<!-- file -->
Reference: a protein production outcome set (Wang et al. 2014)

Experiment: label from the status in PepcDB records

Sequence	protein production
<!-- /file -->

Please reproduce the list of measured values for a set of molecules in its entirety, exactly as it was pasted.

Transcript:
Reference: a protein production outcome set (Wang et al. 2014)

Experiment: label from the status in PepcDB records

Sequence	protein production